bumbershoot : what the kids were talking about

photo by Scott Cahill Rude [flickr] via our group pool [#].

For Team Metblogs, our longstanding dream of having an intern, caddy, or sherpa help us with the grueling challenge of on-the-scene coverage of full-day festival fun finally came true on Sunday when we recruited our pal Carinna to tag along as our assistant on Sunday. Throughout the day, she had plenty of time to absorb and observe the all-important teen scene at Bumbershoot. Below are some of her observations from the field:

As a high school teacher who 1) has spent a whole summer doing strictly “21+” things, and 2) has to start teaching again on Wednesday, I was keenly sensitive to the teeming presence of teenagers, many of whom were in need of stern teacher looks, at Bumbershoot yesterday.

The most important thing to know about teenagers is that they are usually so wrapped up in themselves and their buddies that they don’t know when they’re being observed. This was how I managed to avoid conversation with all of the former students I saw, and still manage to observe the movements of my normally captive creatures out in the wild.

I saw ponytailed teenaged girls benignly smiling during their first crowd-surfing experiences at the Yeah Yeah Yeahs, and then later being exited from MSTRKRFT for doing the same thing.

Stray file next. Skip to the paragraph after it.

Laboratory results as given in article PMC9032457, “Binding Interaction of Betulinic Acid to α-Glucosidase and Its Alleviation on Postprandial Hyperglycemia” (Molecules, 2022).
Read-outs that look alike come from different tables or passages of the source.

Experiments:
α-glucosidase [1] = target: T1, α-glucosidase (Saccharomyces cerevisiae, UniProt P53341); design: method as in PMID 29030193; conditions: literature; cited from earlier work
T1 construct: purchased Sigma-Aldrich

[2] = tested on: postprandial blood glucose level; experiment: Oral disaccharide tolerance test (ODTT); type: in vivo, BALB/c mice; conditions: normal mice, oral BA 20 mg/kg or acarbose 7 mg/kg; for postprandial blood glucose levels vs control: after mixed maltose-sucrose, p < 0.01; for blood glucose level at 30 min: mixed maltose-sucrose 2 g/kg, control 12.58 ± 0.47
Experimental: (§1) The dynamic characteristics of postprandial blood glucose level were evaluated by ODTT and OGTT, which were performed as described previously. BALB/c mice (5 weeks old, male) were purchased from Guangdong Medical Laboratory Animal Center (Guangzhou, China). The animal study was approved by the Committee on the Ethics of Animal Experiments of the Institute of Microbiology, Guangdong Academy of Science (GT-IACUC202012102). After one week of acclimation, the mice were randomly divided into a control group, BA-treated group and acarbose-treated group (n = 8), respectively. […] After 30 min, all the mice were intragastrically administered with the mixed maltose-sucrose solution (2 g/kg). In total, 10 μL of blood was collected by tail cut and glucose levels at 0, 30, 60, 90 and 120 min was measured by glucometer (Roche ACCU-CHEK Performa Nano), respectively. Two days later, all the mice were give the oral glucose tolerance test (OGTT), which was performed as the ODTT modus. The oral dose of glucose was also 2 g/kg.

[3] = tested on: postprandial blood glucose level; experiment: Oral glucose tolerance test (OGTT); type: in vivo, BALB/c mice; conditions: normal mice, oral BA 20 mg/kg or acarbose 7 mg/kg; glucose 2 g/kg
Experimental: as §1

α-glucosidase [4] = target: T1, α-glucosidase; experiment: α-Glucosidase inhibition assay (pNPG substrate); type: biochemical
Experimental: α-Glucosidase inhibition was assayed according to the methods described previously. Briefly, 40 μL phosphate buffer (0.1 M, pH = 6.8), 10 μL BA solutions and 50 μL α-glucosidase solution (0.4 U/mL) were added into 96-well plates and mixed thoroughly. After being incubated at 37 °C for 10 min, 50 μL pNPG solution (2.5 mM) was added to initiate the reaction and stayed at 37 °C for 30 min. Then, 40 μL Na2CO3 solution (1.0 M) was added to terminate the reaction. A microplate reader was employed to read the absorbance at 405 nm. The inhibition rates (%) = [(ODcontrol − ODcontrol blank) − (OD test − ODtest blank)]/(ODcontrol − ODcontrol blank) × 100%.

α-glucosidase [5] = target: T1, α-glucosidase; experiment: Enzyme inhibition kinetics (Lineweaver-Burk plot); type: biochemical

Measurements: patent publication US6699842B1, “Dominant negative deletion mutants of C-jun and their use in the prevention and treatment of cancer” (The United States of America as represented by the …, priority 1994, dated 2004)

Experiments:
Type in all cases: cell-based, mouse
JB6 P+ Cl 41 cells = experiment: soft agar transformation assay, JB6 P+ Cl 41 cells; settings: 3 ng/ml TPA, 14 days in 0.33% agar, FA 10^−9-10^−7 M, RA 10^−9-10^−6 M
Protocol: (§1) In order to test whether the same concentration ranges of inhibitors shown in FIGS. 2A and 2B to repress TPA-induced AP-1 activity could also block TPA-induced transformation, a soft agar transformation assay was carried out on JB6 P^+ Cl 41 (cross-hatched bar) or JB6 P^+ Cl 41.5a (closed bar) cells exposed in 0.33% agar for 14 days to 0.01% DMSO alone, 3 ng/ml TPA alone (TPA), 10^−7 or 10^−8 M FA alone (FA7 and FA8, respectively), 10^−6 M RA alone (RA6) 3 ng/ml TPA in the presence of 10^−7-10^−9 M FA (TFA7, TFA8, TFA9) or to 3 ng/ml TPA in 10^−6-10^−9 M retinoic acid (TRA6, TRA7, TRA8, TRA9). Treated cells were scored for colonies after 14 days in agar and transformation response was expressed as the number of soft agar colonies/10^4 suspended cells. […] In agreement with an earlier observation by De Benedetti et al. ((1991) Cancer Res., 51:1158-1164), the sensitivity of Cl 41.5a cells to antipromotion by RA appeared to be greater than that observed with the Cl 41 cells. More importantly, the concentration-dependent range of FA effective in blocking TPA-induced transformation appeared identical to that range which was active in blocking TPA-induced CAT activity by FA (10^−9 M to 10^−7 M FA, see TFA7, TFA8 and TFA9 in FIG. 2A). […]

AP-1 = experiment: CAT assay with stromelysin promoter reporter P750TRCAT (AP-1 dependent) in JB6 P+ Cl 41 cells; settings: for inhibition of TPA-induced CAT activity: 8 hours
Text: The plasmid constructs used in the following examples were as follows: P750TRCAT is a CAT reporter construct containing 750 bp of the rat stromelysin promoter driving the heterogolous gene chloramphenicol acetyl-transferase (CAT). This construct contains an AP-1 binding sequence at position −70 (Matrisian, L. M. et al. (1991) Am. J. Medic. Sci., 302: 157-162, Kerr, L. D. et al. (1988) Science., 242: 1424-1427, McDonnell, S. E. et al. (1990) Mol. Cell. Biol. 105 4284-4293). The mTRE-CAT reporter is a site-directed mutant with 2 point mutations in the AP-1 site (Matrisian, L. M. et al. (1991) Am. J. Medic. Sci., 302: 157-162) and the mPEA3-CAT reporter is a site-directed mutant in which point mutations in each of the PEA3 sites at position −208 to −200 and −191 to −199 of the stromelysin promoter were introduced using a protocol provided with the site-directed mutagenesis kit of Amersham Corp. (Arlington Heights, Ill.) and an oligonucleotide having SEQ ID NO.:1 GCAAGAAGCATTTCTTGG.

At the Fisher Green stage, pot-smokin’ teenagers freaked out so loudly about Common Market’s zombies that I had to leave to keep from chastising them. Next, a raging windstorm sent sane festival-goers inside to Flatstock, Kerfuffle, and the Art Jam, while drunken teenagers amused themselves by hurtling into the cold, wet International Fountain.

At both U.S.E. and Holy Fuck shows, I overheard teenagers talking about how weird it was that their parents “actually listen to these guys.”

But the most entertaining teenagers I eavesdropped on were sitting on the ground next to me at Todd Snider’s set. These two Nathan Hale students, the kinds who use bonus point vocabulary words to make their jokes funnier and say things like “boss,” spun absurdist tales to pass the time before the show started. Just before the music began, the boys had a conversation that I will remember for the rest of my days because it reminded me why I like my job.

“That’s my favorite kind of wolf! They shoot beams of awesomeness out of their mouths and decapitate horses!” // “Yeah, Chief Laser Fang!”

Many thanks to Carinna for playing along and keeping her ear to the ground. Have an idea for an exciting new guest column for Metblogs? Send your scheme to us at seattle.metblogs at gmail.com

2 Comments so far

  1. mrbean (unregistered) on September 8th, 2009 @ 11:34 am

    Awesome! Give Carinna her own column plz. kthx.

  2. josh on September 11th, 2009 @ 11:48 am

    we’ll see if we can get her to contribute again!

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